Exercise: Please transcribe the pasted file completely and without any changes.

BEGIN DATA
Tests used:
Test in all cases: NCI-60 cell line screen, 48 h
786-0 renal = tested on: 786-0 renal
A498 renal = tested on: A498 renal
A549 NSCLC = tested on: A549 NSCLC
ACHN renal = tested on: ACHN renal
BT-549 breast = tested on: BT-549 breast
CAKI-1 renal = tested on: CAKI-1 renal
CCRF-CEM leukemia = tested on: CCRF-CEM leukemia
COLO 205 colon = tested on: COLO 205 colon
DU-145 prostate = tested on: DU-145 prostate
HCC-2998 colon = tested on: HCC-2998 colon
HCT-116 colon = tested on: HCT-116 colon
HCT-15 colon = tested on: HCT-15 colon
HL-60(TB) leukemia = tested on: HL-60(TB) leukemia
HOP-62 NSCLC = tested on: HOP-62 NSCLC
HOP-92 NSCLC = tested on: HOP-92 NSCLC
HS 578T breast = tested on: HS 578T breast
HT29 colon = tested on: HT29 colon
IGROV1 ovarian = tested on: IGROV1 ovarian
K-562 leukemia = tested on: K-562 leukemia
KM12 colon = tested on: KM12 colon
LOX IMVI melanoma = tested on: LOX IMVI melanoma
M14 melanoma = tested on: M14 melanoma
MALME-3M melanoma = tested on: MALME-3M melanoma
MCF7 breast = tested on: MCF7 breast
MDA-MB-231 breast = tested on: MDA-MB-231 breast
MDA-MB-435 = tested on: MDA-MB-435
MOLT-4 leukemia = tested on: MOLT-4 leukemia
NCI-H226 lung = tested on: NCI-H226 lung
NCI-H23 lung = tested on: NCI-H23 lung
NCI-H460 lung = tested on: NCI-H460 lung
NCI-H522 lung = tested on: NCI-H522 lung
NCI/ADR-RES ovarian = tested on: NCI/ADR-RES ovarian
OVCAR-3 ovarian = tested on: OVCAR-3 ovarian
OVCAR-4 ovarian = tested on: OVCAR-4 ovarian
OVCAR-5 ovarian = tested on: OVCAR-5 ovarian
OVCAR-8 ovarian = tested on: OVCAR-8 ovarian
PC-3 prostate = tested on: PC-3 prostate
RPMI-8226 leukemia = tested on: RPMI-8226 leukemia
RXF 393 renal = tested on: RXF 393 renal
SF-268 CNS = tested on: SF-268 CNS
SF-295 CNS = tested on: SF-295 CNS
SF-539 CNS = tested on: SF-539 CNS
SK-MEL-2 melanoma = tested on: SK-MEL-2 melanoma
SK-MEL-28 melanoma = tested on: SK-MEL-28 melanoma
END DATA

Tests used:
Test in all cases: NCI-60 cell line screen, 48 h
786-0 renal = tested on: 786-0 renal
A498 renal = tested on: A498 renal
A549 NSCLC = tested on: A549 NSCLC
ACHN renal = tested on: ACHN renal
BT-549 breast = tested on: BT-549 breast
CAKI-1 renal = tested on: CAKI-1 renal
CCRF-CEM leukemia = tested on: CCRF-CEM leukemia
COLO 205 colon = tested on: COLO 205 colon
DU-145 prostate = tested on: DU-145 prostate
HCC-2998 colon = tested on: HCC-2998 colon
HCT-116 colon = tested on: HCT-116 colon
HCT-15 colon = tested on: HCT-15 colon
HL-60(TB) leukemia = tested on: HL-60(TB) leukemia
HOP-62 NSCLC = tested on: HOP-62 NSCLC
HOP-92 NSCLC = tested on: HOP-92 NSCLC
HS 578T breast = tested on: HS 578T breast
HT29 colon = tested on: HT29 colon
IGROV1 ovarian = tested on: IGROV1 ovarian
K-562 leukemia = tested on: K-562 leukemia
KM12 colon = tested on: KM12 colon
LOX IMVI melanoma = tested on: LOX IMVI melanoma
M14 melanoma = tested on: M14 melanoma
MALME-3M melanoma = tested on: MALME-3M melanoma
MCF7 breast = tested on: MCF7 breast
MDA-MB-231 breast = tested on: MDA-MB-231 breast
MDA-MB-435 = tested on: MDA-MB-435
MOLT-4 leukemia = tested on: MOLT-4 leukemia
NCI-H226 lung = tested on: NCI-H226 lung
NCI-H23 lung = tested on: NCI-H23 lung
NCI-H460 lung = tested on: NCI-H460 lung
NCI-H522 lung = tested on: NCI-H522 lung
NCI/ADR-RES ovarian = tested on: NCI/ADR-RES ovarian
OVCAR-3 ovarian = tested on: OVCAR-3 ovarian
OVCAR-4 ovarian = tested on: OVCAR-4 ovarian
OVCAR-5 ovarian = tested on: OVCAR-5 ovarian
OVCAR-8 ovarian = tested on: OVCAR-8 ovarian
PC-3 prostate = tested on: PC-3 prostate
RPMI-8226 leukemia = tested on: RPMI-8226 leukemia
RXF 393 renal = tested on: RXF 393 renal
SF-268 CNS = tested on: SF-268 CNS
SF-295 CNS = tested on: SF-295 CNS
SF-539 CNS = tested on: SF-539 CNS
SK-MEL-2 melanoma = tested on: SK-MEL-2 melanoma
SK-MEL-28 melanoma = tested on: SK-MEL-28 melanoma